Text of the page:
How To Make Your Workplace Healthier

Man hands typing on computer keyboard

You spend about half of your waking hours at your job, which means making your workplace—whether that’s a traditional office, shared space or home office—work for your wellness can aid immensely in your health journey.

Stand Up for Yourself

Businesswoman talking on the phone and eatingWhat’s one of the biggest modern-day obstacles to better health? Sitting. The average American adult sits for nearly eight hours each day, which exacerbates a chain of problems from head to toe. For example, when you slump in a chair, your abdominal muscles go unused and become mushy. That—combined with tight back muscles—makes for a posture-wrecking alliance that exaggerates the spine’s natural arch and causes disk damage. Too much sitting also leads to poor circulation, softer bones, inflexibility, sore shoulders and neck, and even heart disease and colon cancer. If your workplace allows it, switch to an adjustable stand-up desk that enables you to sit less and move more during the day.

If you need help convincing your employer that providing the option for stand-up desks is in her best interest, remind her that one in four adults sought treatment for back pain in the last 12 months because of sitting too much, and that ample research shows that standing at work increases productivity and alertness. Visit for more stats and resources to help build your case.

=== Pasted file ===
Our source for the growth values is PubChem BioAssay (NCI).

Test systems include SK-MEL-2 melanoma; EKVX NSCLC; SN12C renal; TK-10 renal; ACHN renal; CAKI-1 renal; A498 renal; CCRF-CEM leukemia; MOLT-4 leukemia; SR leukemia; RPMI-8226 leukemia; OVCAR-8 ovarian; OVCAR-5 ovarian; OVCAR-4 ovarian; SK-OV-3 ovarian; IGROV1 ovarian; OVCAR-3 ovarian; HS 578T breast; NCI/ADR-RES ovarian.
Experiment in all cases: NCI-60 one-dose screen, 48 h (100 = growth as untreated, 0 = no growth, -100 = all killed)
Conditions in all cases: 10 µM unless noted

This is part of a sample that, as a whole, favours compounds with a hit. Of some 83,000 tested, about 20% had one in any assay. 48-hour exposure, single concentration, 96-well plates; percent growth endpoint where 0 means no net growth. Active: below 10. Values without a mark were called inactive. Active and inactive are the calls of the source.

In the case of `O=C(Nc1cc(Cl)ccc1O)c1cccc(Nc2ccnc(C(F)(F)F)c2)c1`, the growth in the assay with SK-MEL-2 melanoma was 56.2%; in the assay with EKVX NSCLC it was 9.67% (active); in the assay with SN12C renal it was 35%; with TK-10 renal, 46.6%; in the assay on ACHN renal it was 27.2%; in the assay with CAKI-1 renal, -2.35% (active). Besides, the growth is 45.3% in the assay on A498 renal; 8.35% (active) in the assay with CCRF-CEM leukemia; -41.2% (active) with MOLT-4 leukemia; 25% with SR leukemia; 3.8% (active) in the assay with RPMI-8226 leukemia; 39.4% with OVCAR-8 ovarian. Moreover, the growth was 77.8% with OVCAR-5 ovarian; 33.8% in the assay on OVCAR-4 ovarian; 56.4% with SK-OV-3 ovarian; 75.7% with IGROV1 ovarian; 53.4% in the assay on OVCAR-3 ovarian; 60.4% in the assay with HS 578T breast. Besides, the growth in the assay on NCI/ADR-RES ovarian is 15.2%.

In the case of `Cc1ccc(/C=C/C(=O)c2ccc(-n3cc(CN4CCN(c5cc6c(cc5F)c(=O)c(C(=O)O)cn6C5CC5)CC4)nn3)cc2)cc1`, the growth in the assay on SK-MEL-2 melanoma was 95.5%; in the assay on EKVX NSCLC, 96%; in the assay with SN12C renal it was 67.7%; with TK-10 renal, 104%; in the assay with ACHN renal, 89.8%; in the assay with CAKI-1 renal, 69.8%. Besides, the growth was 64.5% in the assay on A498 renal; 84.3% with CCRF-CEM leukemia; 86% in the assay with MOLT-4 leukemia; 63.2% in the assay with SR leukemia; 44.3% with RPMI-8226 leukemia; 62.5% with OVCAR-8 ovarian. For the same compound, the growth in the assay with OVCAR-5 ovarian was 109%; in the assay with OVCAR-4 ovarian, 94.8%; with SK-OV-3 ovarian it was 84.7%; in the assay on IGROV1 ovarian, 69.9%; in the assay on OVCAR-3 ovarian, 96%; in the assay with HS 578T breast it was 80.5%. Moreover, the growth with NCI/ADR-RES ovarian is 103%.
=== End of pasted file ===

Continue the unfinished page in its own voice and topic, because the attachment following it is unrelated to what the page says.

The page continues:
Don’t Dine “al Desko”

According to Brian Wansink, professor and director of Cornell University’s Food and Brand Lab, and author of Slim By Design  (HarperCollins, 2013), office workers typically have 476 calories’ worth of food stashed in their desk and within arm’s reach. His studies also show that people who have candy in or on their desk weigh an average of 15.4 pounds more than those who don’t. Store meals and snacks in your company’s communal dining space, and clear your desk and office of stockpiled foods and drinks as a step toward preventing senseless snacking and unwanted weight gain.

Healthy lunch in glass jar in workspace

Health experts also agree that you should step away from your desk for lunch. True, it can be tempting to dine at your desk in order to power through emails or other pressing projects—62 percent of professionals do. But, in addition to getting extra crumbs in your keyboard, you’ll likely take in more calories when munching in front of a screen. Employees who leave their desks for lunch and head outside or to a break room also report higher workplace satisfaction and better work relationships—and research from MIT found that employees who socialize are actually more productive than those who don’t.

SOURCE: This article is posted by permission Delicious Living (and its parent company New Hope Network), a trusted voice in the natural living community for 30 years.

About FoodTrients

Combining her passion for food and a lifelong commitment to promoting a healthy lifestyle, Grace O has created FoodTrients®, a unique program for optimizing wellness. Grace O is a fusion chef with a mission: to cook up recipes for sustaining a long and joyful life that are built on a foundation of anti-aging science and her work in the health care industry. Mixing foods and unique flavors culled from a lifetime of travels from Asia to Europe and America, Grace O encourages young and old to celebrate a full life that embraces diversity. Lifestyle tips, age-defying recipes, and secrets of the healing properties of food are the centerpiece of FoodTrients™–all available through cookbooks, e-newsletters, and
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